Tourism Australia Quarterly Update – March 2014

According to the latest data from the Australian Bureau of Statistics (ABS) there were 6.5 million short term visitor arrivals to Australia during the 2013 calendar year, a rise of 5.5 per cent compared to 2012.

The Leisure segment (Holiday and Visiting Friends and Relatives) was the main contributor to the increase, with Holiday arrivals growing five per cent and Visiting Friends and Relatives (VFR) up nine per cent for the year. There were record visitor arrivals from the United States of America (USA), which grew 6.2 per cent to reach 508,700 visitors for the year.

• The latest International Visitor Survey (IVS) results show that international expenditure for the 12 months ending September 2013 reached a record of A$28.4 billion, an increase of 5 per cent.

Impact of China’s new Tourism Law

China’s new Tourism Law came into effect on 1 October 2013, which contains a number of provisions designed to protect consumers, including addressing practices such as coercive shopping measures, low price and low quality tours. A large increase in Chinese visitor numbers in September helped to offset the decline in visitors during October and November. Despite the short term impact, the new tourism law has the potential to deliver benefits to the Australian tourism industry in the medium and long term resulting in improvements in experience quality for Chinese travellers and higher yields per visitor.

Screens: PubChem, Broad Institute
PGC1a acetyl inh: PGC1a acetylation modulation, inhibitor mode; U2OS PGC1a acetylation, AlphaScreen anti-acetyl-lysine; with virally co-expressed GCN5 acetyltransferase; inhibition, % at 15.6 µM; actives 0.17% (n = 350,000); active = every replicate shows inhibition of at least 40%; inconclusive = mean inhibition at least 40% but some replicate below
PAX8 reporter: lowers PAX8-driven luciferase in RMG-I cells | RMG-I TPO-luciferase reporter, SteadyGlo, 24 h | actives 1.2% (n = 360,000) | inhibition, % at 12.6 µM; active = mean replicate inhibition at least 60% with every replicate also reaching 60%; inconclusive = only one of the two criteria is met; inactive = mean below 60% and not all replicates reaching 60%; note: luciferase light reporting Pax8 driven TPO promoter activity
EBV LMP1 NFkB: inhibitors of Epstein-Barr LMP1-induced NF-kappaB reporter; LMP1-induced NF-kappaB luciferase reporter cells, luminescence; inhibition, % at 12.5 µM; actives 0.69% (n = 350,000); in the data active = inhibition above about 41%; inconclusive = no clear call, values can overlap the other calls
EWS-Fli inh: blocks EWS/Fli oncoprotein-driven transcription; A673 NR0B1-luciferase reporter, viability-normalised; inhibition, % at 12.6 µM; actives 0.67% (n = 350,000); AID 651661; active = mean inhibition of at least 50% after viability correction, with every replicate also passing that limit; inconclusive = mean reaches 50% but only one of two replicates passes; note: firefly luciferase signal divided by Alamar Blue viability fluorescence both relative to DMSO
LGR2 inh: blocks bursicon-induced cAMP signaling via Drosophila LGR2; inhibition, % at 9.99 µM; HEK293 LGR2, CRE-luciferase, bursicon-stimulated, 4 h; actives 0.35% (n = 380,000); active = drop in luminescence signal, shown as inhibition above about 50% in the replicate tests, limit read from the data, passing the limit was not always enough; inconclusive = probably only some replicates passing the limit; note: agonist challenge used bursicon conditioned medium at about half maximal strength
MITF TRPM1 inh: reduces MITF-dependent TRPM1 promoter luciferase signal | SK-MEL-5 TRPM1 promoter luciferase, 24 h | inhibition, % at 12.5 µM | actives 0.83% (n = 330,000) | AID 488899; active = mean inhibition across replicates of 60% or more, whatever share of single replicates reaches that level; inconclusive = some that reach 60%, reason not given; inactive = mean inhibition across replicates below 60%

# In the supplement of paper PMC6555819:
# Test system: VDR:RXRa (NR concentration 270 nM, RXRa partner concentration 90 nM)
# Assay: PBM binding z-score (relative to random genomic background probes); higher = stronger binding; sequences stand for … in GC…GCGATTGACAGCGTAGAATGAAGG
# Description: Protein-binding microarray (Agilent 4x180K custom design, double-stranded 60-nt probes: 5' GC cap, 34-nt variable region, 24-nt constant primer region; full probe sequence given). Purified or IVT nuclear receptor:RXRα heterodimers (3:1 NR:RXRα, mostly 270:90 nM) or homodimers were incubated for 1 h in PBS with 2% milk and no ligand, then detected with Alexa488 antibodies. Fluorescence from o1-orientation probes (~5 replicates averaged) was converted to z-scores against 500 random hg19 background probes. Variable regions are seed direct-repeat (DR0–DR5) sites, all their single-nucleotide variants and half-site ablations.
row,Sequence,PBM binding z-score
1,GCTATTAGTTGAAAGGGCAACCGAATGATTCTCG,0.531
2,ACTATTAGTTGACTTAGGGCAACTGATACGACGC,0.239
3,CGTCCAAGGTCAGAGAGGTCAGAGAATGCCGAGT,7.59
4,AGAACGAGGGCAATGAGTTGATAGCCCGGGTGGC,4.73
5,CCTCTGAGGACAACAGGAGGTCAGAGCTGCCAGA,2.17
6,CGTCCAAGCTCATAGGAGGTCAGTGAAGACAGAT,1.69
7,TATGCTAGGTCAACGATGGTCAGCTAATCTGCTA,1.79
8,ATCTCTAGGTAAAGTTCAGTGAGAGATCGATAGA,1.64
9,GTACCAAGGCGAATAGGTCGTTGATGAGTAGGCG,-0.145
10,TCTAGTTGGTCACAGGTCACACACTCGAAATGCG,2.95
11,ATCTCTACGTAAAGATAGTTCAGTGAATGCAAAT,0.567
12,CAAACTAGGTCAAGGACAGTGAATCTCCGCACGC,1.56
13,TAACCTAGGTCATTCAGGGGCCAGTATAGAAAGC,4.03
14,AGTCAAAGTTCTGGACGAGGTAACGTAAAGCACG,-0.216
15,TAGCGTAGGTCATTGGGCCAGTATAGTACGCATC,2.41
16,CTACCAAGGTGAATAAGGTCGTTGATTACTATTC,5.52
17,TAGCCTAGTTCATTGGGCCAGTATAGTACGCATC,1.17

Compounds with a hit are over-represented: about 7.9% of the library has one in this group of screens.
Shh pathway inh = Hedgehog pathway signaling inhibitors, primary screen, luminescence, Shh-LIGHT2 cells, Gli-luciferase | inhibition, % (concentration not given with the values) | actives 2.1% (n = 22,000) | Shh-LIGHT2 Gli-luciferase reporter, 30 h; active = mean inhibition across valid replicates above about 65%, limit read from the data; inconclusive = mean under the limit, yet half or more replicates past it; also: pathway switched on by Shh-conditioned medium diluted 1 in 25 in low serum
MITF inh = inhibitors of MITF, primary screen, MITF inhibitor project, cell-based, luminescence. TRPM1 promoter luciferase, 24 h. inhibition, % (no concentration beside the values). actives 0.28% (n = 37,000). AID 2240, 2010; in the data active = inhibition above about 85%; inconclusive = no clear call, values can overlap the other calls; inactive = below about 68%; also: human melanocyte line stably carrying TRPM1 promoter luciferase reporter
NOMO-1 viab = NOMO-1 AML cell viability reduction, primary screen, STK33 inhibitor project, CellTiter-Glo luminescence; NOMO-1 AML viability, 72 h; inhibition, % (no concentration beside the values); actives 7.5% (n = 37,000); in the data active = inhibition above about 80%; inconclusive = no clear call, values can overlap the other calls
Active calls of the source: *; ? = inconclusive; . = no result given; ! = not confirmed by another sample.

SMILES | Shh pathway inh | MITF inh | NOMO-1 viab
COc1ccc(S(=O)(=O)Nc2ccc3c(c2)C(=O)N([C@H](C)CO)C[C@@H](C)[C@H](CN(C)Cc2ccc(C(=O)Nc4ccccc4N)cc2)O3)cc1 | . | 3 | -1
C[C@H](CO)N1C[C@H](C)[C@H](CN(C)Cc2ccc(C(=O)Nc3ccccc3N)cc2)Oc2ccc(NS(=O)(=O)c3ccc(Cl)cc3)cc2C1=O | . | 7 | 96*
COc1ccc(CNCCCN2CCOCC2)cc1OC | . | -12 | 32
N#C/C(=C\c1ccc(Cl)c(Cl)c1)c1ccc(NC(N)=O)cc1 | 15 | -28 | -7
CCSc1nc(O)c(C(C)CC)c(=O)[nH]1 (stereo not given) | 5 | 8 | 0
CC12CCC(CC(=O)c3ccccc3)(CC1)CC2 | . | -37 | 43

A mixed year for business events

During the last quarter of 2013, international arrivals to attend a convention or conference increased seven per cent. This followed a downturn seen in earlier quarters, which contributed to international business events numbers declining by seven per cent for the year compared to 2012. International business events typically involve long lead times and the softening in arrivals figures can be attributed to decisions made during the global financial crisis when business confidence was subdued. The competitive nature of the global business events industry offering a large range of choice for customers also impacted results. However, there are encouraging signs with increased business being reported out of key markets, particularly from the UK, USA and China. Tourism Australia’s recent business events consumer research results show that Australia is perceived as a quality business events destination. When compared to key competitors, Australia rated second highest for consideration as a business events destination in the next four years by those surveyed, and further, Australia rated second by respondents who were ‘actively planning’ a business event in the next two years.

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